(Italy - 1990)

Directed by Lucio Fulci. Written by Piero Regnoli and Lucio Fulci. Cast: Brett Halsey, Meg Register, Carla Cassola, Lino Salemme, Christina Engelhardt, Pascal Druant, Grady Thomas Clarkson, Ettore Comi, Michael J. Aronin, Al Cliver, Isabella Corradini, Paola Cozzo, Bruna Rossi, Paola Calati, Antonio Melillo, Francesco Cusimano, Lucio Fulci. (Unrated, 89 mins)

Like AENIGMA and most other latter-day Fulci, DEMONIA was a staple of the bootleg VHS circuit in the '90s, finally getting a legit US release when Shriek Show released it on DVD in 2001. It was lumped in with the generally dismissed stretch of product that Fulci was cranking out, like THE HOUSE OF CLOCKS, THE SWEET HOUSE OF HORRORS, and what most consider his worst horror film, SODOMA'S GHOST. And like AENIGMA, time has been kind to DEMONIA while still being unquestionably lesser Fulci. Much of that is due to the presentation on Severin's Blu-ray, which really makes both of these films look better than they ever have. Both have that sort-of "gauzy" look that was common with a lot of Italian horror of that time, particularly the product coming off of Joe D'Amato's Filmirage assembly line, but DEMONIA's outdoor scenes--the film was shot on location at Sicily's Capo Bianco and at the San Pellegrino monastery in nearby Caltabellotta--really benefit from the 4K restoration and help at least those portions of the film look a lot better than most of the stuff that was being bankrolled by budget-conscious producer Ettore Spagnuolo.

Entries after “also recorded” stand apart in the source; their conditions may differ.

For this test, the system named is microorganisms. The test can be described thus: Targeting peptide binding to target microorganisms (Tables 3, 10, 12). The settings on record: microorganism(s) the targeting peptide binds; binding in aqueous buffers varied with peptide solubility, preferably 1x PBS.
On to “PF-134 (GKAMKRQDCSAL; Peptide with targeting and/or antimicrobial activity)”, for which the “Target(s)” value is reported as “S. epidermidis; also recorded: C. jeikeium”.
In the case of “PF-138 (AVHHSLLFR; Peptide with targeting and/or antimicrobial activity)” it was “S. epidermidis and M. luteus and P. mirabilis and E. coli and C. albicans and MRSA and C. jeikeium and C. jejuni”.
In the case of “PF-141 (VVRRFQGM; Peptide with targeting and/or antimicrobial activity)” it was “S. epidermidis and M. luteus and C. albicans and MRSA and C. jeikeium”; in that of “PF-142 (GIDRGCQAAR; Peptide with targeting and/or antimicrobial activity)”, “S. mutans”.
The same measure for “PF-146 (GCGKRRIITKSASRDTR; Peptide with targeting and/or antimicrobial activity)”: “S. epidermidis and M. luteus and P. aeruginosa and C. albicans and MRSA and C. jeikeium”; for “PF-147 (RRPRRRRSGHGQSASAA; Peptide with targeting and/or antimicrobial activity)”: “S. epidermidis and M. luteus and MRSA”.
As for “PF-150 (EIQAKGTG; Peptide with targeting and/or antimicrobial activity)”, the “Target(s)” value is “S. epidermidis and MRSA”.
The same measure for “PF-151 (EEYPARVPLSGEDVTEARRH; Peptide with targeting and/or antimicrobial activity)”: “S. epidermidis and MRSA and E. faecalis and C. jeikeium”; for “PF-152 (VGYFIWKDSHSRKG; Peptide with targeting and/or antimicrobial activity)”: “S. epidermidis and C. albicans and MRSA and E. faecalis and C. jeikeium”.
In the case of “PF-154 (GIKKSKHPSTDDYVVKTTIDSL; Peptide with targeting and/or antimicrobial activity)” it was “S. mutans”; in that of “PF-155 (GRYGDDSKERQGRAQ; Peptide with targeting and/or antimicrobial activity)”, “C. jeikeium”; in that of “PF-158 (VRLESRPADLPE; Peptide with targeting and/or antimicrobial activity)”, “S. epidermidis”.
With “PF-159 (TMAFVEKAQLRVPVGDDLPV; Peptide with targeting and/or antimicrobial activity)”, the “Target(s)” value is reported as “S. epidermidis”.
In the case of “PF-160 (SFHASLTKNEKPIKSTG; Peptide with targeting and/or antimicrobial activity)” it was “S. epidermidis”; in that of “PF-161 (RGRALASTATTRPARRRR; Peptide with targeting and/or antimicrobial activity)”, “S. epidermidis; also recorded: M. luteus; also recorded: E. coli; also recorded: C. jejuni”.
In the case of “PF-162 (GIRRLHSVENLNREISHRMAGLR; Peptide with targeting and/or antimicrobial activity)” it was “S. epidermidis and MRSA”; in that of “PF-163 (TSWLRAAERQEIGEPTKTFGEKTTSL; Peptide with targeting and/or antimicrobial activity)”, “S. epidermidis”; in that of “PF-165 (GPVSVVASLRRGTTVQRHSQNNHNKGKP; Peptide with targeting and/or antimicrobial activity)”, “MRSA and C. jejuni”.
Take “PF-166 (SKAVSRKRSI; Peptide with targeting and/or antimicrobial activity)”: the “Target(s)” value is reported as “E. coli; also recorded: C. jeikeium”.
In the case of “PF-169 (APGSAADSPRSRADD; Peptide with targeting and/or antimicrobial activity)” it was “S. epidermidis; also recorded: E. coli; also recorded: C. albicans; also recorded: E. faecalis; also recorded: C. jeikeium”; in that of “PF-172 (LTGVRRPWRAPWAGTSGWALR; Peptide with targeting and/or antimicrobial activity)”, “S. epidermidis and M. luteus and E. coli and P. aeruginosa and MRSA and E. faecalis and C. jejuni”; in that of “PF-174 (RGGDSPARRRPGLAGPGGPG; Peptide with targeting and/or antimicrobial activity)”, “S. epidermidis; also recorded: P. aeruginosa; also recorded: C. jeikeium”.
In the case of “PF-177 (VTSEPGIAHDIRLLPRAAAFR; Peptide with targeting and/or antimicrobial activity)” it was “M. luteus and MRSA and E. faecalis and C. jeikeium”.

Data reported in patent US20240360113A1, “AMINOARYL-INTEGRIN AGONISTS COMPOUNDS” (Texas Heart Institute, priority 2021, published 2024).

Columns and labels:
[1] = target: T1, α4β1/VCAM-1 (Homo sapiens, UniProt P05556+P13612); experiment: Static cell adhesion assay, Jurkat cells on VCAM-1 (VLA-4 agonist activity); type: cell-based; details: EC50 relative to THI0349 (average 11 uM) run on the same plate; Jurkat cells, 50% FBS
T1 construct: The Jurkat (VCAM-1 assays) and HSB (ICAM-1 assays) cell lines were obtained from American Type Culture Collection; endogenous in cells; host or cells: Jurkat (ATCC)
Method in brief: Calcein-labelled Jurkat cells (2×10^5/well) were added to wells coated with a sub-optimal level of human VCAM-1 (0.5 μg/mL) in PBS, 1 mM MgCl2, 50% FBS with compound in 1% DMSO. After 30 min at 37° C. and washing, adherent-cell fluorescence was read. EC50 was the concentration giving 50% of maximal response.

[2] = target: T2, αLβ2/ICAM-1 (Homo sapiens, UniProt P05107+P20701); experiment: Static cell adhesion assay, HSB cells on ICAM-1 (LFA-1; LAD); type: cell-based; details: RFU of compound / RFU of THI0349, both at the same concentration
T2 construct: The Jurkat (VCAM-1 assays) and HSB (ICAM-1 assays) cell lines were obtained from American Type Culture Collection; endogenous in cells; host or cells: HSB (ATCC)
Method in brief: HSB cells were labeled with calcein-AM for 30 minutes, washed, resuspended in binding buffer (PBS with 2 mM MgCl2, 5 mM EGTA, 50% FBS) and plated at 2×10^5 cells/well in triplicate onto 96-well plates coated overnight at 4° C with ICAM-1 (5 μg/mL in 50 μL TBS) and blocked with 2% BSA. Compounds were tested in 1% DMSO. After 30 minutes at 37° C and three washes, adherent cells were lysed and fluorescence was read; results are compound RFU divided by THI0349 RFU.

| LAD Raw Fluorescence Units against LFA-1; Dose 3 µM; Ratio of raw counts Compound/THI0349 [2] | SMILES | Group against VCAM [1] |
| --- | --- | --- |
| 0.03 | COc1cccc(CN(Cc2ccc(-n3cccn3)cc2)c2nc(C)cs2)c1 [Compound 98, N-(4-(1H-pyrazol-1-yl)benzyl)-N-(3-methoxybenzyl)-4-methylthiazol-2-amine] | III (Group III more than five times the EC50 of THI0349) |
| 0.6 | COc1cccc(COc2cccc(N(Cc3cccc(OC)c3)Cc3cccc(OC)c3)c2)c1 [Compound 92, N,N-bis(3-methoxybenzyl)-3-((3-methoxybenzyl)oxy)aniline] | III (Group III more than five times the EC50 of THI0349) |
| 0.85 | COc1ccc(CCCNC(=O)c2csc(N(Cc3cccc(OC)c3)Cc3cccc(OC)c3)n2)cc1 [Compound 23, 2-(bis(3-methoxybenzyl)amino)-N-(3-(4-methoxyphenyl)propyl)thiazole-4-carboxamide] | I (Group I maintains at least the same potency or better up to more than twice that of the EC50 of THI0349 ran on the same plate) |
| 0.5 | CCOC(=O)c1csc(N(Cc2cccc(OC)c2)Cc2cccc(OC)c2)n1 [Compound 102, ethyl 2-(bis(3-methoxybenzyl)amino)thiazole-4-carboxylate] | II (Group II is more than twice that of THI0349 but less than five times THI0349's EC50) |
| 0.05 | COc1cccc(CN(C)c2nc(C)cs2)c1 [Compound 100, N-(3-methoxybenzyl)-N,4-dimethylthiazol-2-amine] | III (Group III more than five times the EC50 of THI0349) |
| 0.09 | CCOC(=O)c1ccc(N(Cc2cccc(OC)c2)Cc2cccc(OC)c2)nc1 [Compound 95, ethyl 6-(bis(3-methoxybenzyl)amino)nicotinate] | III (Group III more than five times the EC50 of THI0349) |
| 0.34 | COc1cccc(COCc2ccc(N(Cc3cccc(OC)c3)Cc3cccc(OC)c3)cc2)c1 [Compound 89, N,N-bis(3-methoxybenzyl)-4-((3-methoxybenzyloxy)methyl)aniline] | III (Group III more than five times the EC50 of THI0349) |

A frequently nonsensical mix of Michele Soavi's THE CHURCH, Marcello Avallone's SPECTERS, with a little of John Carpenter's PRINCE OF DARKNESS, with some bonus nunsploitation thrown in for good measure, DEMONIA deals with a team of Canadian archaeology students led by Prof. Evans (veteran American actor Brett Halsey, a late-period Fulci regular at this point after THE DEVIL'S HONEY and TOUCH OF DEATH) on a dig in Sicily. The locals, led by pissed-off butcher Turi (Lino Salemme from the DEMONS movies), don't want them there, but they proceed with their work anyway. The dig has a profound effect on student Liza (Meg Register), who takes part in seances (a shout-out to Catriona MacColl's character in THE GATES OF HELL) and believes in all manner of psychic hooey despite Evans reminding her that she's a scientist. Liza explores the dig on her own and finds a walled-off crypt with the skeletal remains of five crucified nuns. Lilla (Carla Cassola), the local medium--doesn't every superstitious village have one?--fulfills her Basil Exposition duty by informing Liza that in 1486, the five nuns were accused of holding orgies and committing deviant sexual acts in the nunnery after making a pact with Satan, prompting the villagers to crucify and execute them. The spirits of the five nuns now seek vengeance on the town and have established a psychic connection with Liza, which somewhat thematically ties it to the Kathy/Eva situation in AENIGMA. Various gory deaths ensue, including an Evans rival (Fulci stalwart Al Cliver of ZOMBIE, appearing here long enough to get spear-gunned by a topless apparition) whose decapitated head prompts an investigation by the local cops, represented by Lt. Andi (Michael J. Aronin) and his boss Inspector Carter, played by none other than Fulci himself in a prominent supporting role (dubbed by Robert Spafford) that gives him more screen time than his usual cameo.